Pink Dot SG
Pink Dot SG is a non-profit movement started by a group of disparate individuals. Dr. Roy Tan, a medical practitioner with an interest in the archiving of LGBT community history, wanted to take advantage of the liberalisation of rules governing activities that could be conducted at Speakers’ Corner, Hong Lim Park, and initially planned to stage a traditional gay pride parade in Nov 2008. Other community activists were concerned that such a parade might not gain the larger public acceptance that was its aim, and Pink Dot SG evolved out of the discussions that ensued.,. The novel concept of forming a giant pink dot itself, never before employed in any LGBT-supportive event in the world, was the brainchild of Pink Dot organising committee member Choo Lip Sin, while the design of the Pink Dot SG mascot was later provided pro bono by straight graphic designer Soh Ee Shaun,,.
The Pink Dot SG movement was built around a community event, which called for Singaporeans to converge at Hong Lim Park dressed in pink, to form a giant Pink Dot: a tongue-in-cheek reference to Singapore being a ‘Little Red Dot.’ Pink Dot’s overarching objective was to focus mainstream attention on LGBT issues, under a “Freedom to Love” slogan. Recognising the importance of garnering support from all segments of society, its organisers positioned the event as one promoting inclusiveness and diversity, leveraging on the theme to create resonance across various demographic groups,.
The official Pink Dot SG event took place at the Speakers’ Corner of Hong Lim Park in Singapore on May 16, 2009. The event date was chosen for its significance, as it falls between the International Day of the Family (May 15) and the International Day Against Homophobia (May 17).
An estimated 2,500 people participated in the inaugural Pink Dot event. It was a double watershed – being both the first ever large-scale gay-supportive demonstration to take place in Singapore, as well as the largest gathering to take place at Hong Lim Park since the creation of the Speakers’ Corner in Sep 2000.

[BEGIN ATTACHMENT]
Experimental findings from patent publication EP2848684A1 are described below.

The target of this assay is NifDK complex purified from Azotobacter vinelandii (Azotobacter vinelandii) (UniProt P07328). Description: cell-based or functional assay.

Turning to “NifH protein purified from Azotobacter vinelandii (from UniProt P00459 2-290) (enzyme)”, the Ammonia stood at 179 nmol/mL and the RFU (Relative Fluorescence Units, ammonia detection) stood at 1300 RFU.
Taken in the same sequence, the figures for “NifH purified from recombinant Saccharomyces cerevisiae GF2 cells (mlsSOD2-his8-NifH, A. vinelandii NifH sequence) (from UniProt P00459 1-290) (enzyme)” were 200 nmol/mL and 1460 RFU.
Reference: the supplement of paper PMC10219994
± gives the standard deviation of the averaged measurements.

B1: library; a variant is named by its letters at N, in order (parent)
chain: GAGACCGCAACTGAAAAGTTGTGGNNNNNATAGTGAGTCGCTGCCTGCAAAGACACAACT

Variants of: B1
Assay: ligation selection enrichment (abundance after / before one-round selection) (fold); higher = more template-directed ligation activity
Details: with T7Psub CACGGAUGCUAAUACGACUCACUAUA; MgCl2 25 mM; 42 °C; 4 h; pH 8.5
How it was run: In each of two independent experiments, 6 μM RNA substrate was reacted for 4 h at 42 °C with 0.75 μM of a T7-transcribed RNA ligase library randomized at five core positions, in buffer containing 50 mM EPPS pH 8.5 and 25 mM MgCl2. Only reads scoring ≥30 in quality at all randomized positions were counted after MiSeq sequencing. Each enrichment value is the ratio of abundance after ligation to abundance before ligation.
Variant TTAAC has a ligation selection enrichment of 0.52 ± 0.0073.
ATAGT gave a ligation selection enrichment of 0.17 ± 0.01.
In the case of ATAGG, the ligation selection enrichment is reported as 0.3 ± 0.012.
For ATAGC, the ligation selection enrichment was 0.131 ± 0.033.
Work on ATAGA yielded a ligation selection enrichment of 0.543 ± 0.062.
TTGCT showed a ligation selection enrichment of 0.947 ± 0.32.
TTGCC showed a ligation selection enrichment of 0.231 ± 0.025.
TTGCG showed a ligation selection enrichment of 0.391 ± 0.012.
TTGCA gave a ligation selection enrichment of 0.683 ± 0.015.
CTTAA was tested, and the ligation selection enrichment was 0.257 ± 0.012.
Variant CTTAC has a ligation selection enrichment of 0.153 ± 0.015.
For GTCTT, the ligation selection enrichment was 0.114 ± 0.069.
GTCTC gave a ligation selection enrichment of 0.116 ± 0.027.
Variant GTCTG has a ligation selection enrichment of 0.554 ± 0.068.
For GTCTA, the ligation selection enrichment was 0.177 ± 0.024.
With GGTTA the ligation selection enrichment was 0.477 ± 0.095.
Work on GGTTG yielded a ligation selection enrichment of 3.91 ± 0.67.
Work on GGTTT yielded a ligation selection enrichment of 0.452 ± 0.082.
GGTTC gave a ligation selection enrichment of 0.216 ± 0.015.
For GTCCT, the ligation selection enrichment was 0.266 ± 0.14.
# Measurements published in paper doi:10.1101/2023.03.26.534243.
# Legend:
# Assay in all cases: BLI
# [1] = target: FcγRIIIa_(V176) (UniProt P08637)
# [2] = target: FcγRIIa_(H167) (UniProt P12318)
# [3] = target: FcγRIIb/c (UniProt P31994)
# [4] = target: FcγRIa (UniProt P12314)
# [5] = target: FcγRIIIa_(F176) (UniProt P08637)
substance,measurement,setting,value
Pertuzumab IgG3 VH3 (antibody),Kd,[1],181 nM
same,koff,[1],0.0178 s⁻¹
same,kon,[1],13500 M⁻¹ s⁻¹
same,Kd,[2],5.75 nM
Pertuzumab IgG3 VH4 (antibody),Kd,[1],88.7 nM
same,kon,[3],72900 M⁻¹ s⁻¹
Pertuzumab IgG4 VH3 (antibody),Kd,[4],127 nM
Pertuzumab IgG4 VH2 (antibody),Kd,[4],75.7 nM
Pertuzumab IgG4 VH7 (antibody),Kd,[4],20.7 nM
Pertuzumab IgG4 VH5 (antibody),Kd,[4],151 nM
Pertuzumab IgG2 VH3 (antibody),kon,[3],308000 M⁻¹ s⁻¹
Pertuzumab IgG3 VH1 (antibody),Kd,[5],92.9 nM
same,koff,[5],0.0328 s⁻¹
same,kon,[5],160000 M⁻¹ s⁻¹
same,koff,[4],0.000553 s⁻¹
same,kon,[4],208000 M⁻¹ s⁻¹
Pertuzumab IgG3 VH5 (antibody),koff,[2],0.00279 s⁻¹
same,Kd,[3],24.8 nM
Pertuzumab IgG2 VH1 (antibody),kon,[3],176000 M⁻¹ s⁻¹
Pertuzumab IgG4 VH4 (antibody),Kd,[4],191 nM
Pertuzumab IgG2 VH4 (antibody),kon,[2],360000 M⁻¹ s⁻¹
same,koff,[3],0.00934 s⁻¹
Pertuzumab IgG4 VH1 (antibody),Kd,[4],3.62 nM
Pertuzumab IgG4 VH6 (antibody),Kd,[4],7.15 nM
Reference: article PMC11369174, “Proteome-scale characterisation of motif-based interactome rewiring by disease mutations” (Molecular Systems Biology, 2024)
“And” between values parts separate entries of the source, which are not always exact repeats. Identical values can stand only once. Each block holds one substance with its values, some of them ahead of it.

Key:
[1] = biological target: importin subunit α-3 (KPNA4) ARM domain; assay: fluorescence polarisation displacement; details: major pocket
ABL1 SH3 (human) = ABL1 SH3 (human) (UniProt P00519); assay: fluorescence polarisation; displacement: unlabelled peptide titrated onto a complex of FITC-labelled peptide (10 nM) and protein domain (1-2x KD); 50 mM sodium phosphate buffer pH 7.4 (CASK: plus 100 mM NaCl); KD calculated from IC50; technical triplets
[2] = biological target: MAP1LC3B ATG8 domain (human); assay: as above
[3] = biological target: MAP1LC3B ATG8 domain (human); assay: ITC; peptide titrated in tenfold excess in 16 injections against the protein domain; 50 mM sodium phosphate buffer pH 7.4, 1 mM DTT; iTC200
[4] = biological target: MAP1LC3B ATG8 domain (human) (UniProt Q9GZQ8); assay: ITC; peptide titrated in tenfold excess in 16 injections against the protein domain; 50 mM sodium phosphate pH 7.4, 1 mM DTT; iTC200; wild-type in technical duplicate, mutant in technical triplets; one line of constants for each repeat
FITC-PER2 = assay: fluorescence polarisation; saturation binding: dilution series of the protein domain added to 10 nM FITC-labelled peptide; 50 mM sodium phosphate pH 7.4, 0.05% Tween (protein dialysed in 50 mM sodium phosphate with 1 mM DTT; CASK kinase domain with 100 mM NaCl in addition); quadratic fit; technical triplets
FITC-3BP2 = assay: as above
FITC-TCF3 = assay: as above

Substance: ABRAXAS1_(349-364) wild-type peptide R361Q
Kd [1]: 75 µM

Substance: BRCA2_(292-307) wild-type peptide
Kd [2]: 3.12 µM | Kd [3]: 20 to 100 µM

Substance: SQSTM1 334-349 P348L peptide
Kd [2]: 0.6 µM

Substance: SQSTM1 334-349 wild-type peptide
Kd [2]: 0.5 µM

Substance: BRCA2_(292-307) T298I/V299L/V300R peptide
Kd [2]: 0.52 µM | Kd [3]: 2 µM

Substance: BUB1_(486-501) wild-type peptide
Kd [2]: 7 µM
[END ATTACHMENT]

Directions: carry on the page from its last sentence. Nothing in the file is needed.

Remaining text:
Leading up to the main event the committee undertook a series of publicity-generating activities to drive awareness, particularly in galvanising support from heterosexual quarters. These were primarily digital initiatives such as the creation of a Pink Dot SG website, blog, Facebook profile and Youtube account, and provided the committee the flexibility in being able to quickly and relatively freely disseminate information to relevant parties, while retaining control over the content being published.
Further driving the movement’s focus on inclusiveness and diversity, three non-LGBT celebrity ambassadors were identified, and they constituted a second key component in efforts to engage audiences. The ambassadors, actors Neo Swee Lin, Timothy Nga and radio deejay Rosalyn Lee, generously lent their presence on-event and made appearances at fundraising activities in LGBT-friendly clubs,.
Directed by an acclaimed local director, Boo Junfeng, the videos were a touching montage of comments made by the Ambassadors and supporters of Pink Dot – the first calling on the public to ‘come make Pink Dot’, the second building on the momentum, titled “Red + White = Pink”. Significantly successful, both videos were viewed a total of more than 48,000 times.